Inauguration of Cacao Processing Plant and Andean Bear Interpretation Center in Peru

July 29, 2022

Over the past month, Amazon Conservation inaugurated two new critical facilities that mark important milestones for our conservation efforts in Peru. The first is a new processing plant, which is fundamental in our Productive Forests program that supports sustainable, forest-friendly livelihoods under our Empowering People strategy. The second is a new Interpretation Center, dedicated to promoting environmental education about the Andean bear and advancing science to help conserve the bear’s habitat as part of our Putting Science and Technology to Work strategy. Both accomplishments are examples of how Amazon Conservation continues to go deep in our work with communities and habitats at the headwaters of the Amazon.

Cacao and Copoazu Processing Plant Inaugurated in Madre de Dios

On June 30, the indigenous community Infierno in Peru’s Madre de Dios department inaugurated a new processing plant for cacao and copoazu, strengthening the sustainable livelihoods of 19 families. With this new plant, local cacao and copoazu producers in the region are now able to produce high-quality products to be marketed both nationally and internationally. With the support of our sister organization Conservación Amazónica–ACCA in Peru, producers from Infierno received organic certification for their cacao through the Cooperativa Agroindustrial de la Interoceánica Ltda. (COOPAIDI), thereby opening up new international markets for their products.

The creation of this processing facility is the result of a public-private effort between private companies, regional governments, and local communities to ensure the preservation of the artisanal quality of cacao and copoazu (a tropical fruit also known as “white chocolate”). At the inauguration, María Elena Gutiérrez, Executive Director of Conservación Amazónica–ACCA, announced, “This is a day of celebration for the people of the Native Community of Infierno, with whom we have been working for many years, and represents a huge step in their ability to make a living from native cacao and copoazu, not only in national but also international markets. At Amazon Conservation, we believe that sustainable livelihoods are vital so that people can live with a healthy and resilient Amazon.”

This project was made possible thanks to financial support from Euroclima+ and the collaboration of technical teams from the Ministry of Production, the Ministry of Agriculture and Irrigation, and the Ministry of External Commerce and Tourism of the Regional Government of Madre de Dios who are working together to rescue and promote native products, in particular cacao, and to strengthen the regulation of these products.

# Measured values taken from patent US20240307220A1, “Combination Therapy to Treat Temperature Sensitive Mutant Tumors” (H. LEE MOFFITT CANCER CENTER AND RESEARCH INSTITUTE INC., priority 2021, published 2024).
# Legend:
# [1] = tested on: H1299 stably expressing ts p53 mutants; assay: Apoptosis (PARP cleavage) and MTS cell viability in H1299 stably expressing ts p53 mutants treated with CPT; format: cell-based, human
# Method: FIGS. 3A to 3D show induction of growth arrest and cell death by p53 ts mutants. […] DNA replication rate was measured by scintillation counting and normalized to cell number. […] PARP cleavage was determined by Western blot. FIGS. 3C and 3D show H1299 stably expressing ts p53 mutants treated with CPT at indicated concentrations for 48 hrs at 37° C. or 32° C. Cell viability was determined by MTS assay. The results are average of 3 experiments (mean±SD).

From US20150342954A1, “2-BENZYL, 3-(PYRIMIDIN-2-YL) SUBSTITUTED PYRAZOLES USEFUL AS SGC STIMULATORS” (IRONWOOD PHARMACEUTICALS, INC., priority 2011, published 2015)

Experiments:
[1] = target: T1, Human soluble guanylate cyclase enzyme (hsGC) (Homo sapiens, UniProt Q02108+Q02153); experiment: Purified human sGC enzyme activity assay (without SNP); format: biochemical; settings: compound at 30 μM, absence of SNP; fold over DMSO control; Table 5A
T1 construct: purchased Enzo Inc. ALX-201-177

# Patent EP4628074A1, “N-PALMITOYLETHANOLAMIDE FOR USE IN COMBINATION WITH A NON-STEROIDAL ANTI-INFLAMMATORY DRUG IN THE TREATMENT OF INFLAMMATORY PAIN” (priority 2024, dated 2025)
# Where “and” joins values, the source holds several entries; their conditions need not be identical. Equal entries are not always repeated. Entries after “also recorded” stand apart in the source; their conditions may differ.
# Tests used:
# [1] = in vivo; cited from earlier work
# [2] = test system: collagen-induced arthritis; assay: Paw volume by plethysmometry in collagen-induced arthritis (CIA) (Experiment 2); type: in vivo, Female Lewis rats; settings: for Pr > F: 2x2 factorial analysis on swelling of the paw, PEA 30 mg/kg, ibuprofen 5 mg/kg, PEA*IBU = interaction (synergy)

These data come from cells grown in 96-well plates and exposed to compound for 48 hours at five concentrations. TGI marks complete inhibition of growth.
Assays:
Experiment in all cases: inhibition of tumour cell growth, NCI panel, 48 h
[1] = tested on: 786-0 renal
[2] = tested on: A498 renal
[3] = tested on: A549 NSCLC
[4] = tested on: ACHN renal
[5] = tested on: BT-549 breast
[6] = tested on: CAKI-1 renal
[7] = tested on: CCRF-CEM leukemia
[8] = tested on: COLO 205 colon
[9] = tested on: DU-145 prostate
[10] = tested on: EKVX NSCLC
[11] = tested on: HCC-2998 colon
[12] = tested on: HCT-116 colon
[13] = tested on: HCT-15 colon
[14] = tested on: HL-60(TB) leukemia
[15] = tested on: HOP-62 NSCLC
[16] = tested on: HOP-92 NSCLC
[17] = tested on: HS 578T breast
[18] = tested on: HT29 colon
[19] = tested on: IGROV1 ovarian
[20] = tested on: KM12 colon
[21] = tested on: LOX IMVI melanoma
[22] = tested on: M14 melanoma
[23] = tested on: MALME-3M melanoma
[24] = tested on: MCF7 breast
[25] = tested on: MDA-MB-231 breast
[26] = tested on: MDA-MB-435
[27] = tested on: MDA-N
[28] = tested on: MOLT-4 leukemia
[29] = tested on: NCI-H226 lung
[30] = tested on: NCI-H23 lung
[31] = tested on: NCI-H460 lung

New Andean Bear Interpretation Center Raises Awareness About Keystone Species

On July 1, a new Andean Bear Interpretation Center was inaugurated in our Wayqecha Conservation Hub in Peru’s department of Cusco. Located in a cloud forest in the buffer zone of Peru’s Manu National Park, this area is critical for conservation efforts thanks to its high biodiversity and endemic species and its position as a natural corridor for plant and animal species pushed uphill by global warming, making it an ideal location to connect national and international visitors with nature and science.

The Andean Bear Interpretation Center is an important space for environmental education for local students and our science team at our sister organization Conservación Amazónica – ACCA in Peru as we work to better understand the behavior of the Andean bear, also known as the spectacled bear. A threatened species and the only bear in South America, the Andean bear is a keystone species in this region of Peru, currently under threat by habitat loss, forest fires, hunting, and animal trafficking. Since their territory covers long distances, they also play a critical ecological role in dispersing seeds across high elevations and thus regenerating forests.

Amazon Conservation’s Andean Bear Conservation Program, led by Ruthmery Pillco, has been working to protect their habitats and restore the plants that are part of their diet through conservation efforts alongside local populations, for whom the Andean bear is a cultural icon. Through citizen science, community-based reforestation, and environmental education efforts, we hope to restore the habitat necessary for this species’ survival and raise awareness about the vulnerability of cloud forest ecosystems in the face of climate change.

The Andean Bear Interpretation Center was made possible through the support of the Stadler Foundation, International Conservation Fund of Canada, Mitsubishi Corporation Foundation for the Americas, International Association for Bear Research & Management, Barker Langham, and the neighboring communities of Manu National Park buffer zone.